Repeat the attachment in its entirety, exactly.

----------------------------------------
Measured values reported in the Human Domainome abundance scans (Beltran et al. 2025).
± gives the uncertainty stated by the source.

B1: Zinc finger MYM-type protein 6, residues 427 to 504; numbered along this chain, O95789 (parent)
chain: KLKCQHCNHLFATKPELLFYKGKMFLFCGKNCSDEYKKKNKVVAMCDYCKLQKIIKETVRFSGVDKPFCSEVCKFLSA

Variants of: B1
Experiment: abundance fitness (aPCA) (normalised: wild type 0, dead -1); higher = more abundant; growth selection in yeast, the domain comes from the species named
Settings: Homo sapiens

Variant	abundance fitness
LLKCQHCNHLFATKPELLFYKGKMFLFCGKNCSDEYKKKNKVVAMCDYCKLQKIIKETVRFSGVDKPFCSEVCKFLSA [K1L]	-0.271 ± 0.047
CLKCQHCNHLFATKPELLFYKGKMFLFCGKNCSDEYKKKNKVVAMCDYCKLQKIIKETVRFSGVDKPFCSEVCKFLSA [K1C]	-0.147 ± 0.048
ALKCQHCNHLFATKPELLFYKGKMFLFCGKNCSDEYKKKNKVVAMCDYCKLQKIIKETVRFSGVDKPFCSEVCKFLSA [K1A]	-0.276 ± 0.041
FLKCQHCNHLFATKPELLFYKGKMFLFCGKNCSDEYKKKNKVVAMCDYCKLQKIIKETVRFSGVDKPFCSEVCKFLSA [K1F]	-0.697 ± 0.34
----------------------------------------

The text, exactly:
Measured values reported in the Human Domainome abundance scans (Beltran et al. 2025).
± gives the uncertainty stated by the source.

B1: Zinc finger MYM-type protein 6, residues 427 to 504; numbered along this chain, O95789 (parent)
chain: KLKCQHCNHLFATKPELLFYKGKMFLFCGKNCSDEYKKKNKVVAMCDYCKLQKIIKETVRFSGVDKPFCSEVCKFLSA

Variants of: B1
Experiment: abundance fitness (aPCA) (normalised: wild type 0, dead -1); higher = more abundant; growth selection in yeast, the domain comes from the species named
Settings: Homo sapiens

Variant	abundance fitness
LLKCQHCNHLFATKPELLFYKGKMFLFCGKNCSDEYKKKNKVVAMCDYCKLQKIIKETVRFSGVDKPFCSEVCKFLSA [K1L]	-0.271 ± 0.047
CLKCQHCNHLFATKPELLFYKGKMFLFCGKNCSDEYKKKNKVVAMCDYCKLQKIIKETVRFSGVDKPFCSEVCKFLSA [K1C]	-0.147 ± 0.048
ALKCQHCNHLFATKPELLFYKGKMFLFCGKNCSDEYKKKNKVVAMCDYCKLQKIIKETVRFSGVDKPFCSEVCKFLSA [K1A]	-0.276 ± 0.041
FLKCQHCNHLFATKPELLFYKGKMFLFCGKNCSDEYKKKNKVVAMCDYCKLQKIIKETVRFSGVDKPFCSEVCKFLSA [K1F]	-0.697 ± 0.34